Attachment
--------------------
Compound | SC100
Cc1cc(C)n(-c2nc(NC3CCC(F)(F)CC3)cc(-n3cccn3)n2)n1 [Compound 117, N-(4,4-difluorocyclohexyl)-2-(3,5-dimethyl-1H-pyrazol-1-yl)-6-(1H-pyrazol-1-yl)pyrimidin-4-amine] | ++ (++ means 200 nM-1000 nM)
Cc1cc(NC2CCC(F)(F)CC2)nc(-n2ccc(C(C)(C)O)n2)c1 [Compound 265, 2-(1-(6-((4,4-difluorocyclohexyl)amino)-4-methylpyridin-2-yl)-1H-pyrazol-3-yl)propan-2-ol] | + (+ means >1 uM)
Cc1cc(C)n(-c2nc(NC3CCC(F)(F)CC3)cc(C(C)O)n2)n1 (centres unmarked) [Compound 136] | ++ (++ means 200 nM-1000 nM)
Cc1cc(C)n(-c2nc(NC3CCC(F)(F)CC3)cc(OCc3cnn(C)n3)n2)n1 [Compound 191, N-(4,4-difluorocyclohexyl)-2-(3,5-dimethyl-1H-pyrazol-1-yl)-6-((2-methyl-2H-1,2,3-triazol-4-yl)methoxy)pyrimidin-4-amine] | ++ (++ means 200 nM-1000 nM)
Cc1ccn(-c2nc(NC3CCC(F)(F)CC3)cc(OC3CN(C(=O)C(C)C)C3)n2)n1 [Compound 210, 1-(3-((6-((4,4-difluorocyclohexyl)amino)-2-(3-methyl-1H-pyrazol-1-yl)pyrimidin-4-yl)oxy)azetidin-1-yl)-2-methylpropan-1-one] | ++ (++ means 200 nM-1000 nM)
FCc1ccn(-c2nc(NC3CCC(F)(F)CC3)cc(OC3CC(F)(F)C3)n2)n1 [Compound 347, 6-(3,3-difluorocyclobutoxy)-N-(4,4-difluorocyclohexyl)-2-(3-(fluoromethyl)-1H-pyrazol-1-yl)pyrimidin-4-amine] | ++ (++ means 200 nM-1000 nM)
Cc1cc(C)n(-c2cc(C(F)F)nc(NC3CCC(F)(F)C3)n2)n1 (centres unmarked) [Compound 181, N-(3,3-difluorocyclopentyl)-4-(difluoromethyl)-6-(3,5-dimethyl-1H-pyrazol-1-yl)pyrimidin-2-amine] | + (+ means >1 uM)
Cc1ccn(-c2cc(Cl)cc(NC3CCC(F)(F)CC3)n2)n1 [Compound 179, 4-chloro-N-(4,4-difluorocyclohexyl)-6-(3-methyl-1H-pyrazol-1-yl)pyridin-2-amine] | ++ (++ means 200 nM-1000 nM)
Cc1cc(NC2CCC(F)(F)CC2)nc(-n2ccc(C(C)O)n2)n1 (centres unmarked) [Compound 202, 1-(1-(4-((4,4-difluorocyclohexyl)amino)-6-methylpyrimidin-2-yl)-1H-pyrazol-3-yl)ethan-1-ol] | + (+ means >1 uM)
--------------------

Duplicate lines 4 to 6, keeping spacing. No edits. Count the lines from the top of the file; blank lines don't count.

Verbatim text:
Cc1cc(C)n(-c2nc(NC3CCC(F)(F)CC3)cc(C(C)O)n2)n1 (centres unmarked) [Compound 136] | ++ (++ means 200 nM-1000 nM)
Cc1cc(C)n(-c2nc(NC3CCC(F)(F)CC3)cc(OCc3cnn(C)n3)n2)n1 [Compound 191, N-(4,4-difluorocyclohexyl)-2-(3,5-dimethyl-1H-pyrazol-1-yl)-6-((2-methyl-2H-1,2,3-triazol-4-yl)methoxy)pyrimidin-4-amine] | ++ (++ means 200 nM-1000 nM)
Cc1ccn(-c2nc(NC3CCC(F)(F)CC3)cc(OC3CN(C(=O)C(C)C)C3)n2)n1 [Compound 210, 1-(3-((6-((4,4-difluorocyclohexyl)amino)-2-(3-methyl-1H-pyrazol-1-yl)pyrimidin-4-yl)oxy)azetidin-1-yl)-2-methylpropan-1-one] | ++ (++ means 200 nM-1000 nM)